In the cable, dated Sept. 16, 1976, Kissinger rejected a proposed warning to the government of Uruguay about Condor operations and ordered that "no further action be taken on this matter" by the State Department. Five days after Kissinger's message, Chilean exile Orlando Letelier and a colleague were killed in Washington in a car bombing later tied to Chilean secret police working through the Condor network.
The murders are considered one of the most brazen acts of terrorism ever carried out in the capital.
In a statement, Kissinger said Kornbluh "distorted" the meaning of the cable and said it was intended only to disapprove a specific approach to the Uruguayan government, but not to cancel the plan to issue warnings to other nations in the Condor network.
Former State Department officials who worked under Kissinger during that period now say the instructions interrupted the U.S. effort to rein in Operation Condor not just with Uruguay but with other countries in the region.
After being told of the existence of Condor by the CIA in mid-1976, Kissinger initially ordered U.S. ambassadors in Chile, Argentina, Uruguay and other countries involved in the terror network to issue demarches, or formal diplomatic presentations, warning leaders that "Condor activities would undermine relations with the United States."
"The instructions were never rescinded," Kissinger said in his statement. But it has been known for many years that U.S. ambassadors to Chile and Uruguay balked at delivering the demarches, stalling the effort to head off Condor. The Uruguayan envoy feared for his own safety, previously disclosed documents have shown, and U.S. officials were devising a new way to deliver the U.S. warning to Montevideo. Kissinger said his cable was intended only to delay the delivery of the demarche to Uruguay, because of "very special circumstances," and not to cancel warnings to other Condor countries. Kissinger apparently was referring to the Uruguayan ambassador's fears.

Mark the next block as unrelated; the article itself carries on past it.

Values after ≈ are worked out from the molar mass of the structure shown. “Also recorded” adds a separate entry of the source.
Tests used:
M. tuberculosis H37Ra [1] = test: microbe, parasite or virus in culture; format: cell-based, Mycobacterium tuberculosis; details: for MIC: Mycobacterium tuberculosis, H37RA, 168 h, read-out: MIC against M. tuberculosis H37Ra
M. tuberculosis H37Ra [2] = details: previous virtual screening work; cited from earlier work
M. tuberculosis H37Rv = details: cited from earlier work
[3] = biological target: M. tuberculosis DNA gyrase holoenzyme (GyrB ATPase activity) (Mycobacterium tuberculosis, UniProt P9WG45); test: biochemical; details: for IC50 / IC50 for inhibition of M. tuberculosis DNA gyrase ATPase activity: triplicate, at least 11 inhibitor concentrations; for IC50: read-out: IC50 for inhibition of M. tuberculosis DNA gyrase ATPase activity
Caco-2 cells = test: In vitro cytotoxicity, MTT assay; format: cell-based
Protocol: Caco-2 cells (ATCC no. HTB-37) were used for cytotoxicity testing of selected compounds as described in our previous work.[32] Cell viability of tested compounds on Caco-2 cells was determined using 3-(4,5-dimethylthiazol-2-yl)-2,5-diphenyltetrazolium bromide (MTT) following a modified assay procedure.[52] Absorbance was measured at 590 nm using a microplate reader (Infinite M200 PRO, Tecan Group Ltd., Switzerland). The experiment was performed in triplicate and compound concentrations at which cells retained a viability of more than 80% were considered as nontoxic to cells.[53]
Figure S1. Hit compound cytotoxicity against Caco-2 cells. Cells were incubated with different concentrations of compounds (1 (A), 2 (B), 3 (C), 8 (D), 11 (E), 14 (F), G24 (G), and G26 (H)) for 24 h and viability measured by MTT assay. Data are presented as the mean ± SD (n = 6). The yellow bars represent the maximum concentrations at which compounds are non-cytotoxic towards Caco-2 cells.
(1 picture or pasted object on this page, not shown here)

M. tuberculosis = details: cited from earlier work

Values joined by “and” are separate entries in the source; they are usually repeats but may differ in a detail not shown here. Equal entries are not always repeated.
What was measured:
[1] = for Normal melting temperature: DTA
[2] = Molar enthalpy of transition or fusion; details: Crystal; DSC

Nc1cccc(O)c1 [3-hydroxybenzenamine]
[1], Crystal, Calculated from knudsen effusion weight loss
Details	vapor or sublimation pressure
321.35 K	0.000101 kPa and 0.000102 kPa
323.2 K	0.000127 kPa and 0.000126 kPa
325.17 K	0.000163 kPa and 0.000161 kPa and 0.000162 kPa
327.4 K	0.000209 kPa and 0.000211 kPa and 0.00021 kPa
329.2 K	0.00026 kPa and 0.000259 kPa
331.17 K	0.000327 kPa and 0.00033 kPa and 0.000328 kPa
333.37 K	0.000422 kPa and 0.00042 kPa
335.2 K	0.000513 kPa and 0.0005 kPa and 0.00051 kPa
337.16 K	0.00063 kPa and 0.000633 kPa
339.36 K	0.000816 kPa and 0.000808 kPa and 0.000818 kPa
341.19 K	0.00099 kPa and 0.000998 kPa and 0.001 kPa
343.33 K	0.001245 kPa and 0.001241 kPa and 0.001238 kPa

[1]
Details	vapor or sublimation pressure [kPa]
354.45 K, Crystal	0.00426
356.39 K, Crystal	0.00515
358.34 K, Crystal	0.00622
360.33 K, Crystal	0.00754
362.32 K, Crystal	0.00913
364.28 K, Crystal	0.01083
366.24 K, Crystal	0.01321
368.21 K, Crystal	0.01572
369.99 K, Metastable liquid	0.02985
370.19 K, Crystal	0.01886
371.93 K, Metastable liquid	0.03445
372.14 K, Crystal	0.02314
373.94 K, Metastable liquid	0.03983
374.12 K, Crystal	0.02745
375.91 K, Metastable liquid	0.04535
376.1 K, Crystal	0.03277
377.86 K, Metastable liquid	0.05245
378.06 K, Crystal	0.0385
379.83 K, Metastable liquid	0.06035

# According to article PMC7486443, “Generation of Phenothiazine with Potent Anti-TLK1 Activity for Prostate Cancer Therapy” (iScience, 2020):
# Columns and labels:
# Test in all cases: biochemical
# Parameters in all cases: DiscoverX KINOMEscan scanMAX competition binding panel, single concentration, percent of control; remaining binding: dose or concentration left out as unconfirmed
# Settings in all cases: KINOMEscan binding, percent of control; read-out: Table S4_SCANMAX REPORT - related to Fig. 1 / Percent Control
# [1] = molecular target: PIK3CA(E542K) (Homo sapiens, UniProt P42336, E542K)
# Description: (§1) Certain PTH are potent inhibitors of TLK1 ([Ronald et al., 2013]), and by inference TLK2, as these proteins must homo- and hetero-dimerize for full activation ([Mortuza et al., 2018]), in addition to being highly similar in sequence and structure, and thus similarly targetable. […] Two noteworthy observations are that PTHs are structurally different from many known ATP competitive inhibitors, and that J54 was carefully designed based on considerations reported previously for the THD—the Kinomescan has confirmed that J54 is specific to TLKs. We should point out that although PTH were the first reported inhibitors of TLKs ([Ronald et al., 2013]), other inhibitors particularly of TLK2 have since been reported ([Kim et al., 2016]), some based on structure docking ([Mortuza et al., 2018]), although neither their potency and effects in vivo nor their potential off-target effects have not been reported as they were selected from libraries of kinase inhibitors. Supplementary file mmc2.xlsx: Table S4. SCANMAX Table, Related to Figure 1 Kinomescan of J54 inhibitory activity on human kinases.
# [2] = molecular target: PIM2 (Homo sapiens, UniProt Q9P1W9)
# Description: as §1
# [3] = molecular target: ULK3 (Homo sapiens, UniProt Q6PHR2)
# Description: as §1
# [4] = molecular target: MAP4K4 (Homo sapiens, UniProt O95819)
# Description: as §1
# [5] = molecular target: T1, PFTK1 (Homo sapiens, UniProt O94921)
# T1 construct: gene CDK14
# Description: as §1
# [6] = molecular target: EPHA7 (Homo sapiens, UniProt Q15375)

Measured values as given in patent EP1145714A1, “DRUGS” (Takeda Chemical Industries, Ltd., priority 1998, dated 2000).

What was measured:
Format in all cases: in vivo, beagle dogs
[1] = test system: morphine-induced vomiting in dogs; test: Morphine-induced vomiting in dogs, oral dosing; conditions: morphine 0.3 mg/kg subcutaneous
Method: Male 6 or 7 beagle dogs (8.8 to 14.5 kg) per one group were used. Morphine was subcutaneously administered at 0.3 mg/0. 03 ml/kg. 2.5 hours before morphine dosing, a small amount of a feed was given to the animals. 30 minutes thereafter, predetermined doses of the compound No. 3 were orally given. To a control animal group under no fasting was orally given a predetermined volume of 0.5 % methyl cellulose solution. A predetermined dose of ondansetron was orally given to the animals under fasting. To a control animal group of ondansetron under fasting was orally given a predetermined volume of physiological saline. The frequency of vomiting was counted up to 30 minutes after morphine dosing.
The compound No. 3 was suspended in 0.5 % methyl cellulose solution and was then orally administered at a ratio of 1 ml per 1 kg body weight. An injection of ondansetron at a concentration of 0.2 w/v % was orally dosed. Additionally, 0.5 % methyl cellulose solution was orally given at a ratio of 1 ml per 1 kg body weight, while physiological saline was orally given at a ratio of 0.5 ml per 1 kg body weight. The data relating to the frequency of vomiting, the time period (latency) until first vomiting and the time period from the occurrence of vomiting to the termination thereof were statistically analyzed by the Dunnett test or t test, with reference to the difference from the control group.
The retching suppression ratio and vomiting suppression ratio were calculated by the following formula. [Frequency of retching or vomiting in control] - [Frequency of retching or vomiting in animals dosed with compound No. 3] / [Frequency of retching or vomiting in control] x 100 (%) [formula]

However, shortly after Kissinger's order that "no further action be taken," his top Latin America deputies moved to cancel U.S. warnings to other countries as well. On Sept. 20, then-Assistant Secretary of State for Western Hemisphere Affairs Harry Shlaudeman told his deputy, William Luers, to inform U.S. ambassadors in countries involved in Condor not to convey Washington's concerns about the operation.
The Letelier murder occurred the next day. There is no evidence that Kissinger knew of the Letelier plot or the specifics of any other assassination plans. But the delays in issuing the demarches meant Chile apparently received no high-level U.S. warning about Condor before the bombing.
Shlaudeman said in an interview that he had no memory of the cable from Kissinger or of his own subsequent message to Luers rescinding the orders to make demarches about Condor. But he acknowledged that the timing and the similar wording of the the two documents were strong evidence that he had acted on Kissinger's orders.
"I must have sent it because I got the cable from Henry," he said. "I was carrying out my instructions."
Luers acknowledged that the demarches
Letelier served as ambassador to the U.S. and foreign minister in the administration of Chilean President Salvatore Allende, who was deposed by Augusto Pinochet in a 1973 coup At the time of his death, Letelier worked at the Institute for Policy Studies, a Washington think tank, and was a leading anti-Pinochet activist in the U.S. An institute colleague, Ronni Moffitt, also died in the bombing. Scholars who have studied U.S. policy toward South American during this periord say that Kissinger was reluctant to pressure authoritarian governments in the region, which he saw as bulwarks against the leftist and communist movements in the region.
Had the demarches been delivered as originally ordered, said J. Patrice McSherry, a professor of political science at Long Island University and author of a 2005 book on Operation Condor, the murders of Letelier and Moffit might have been prevented.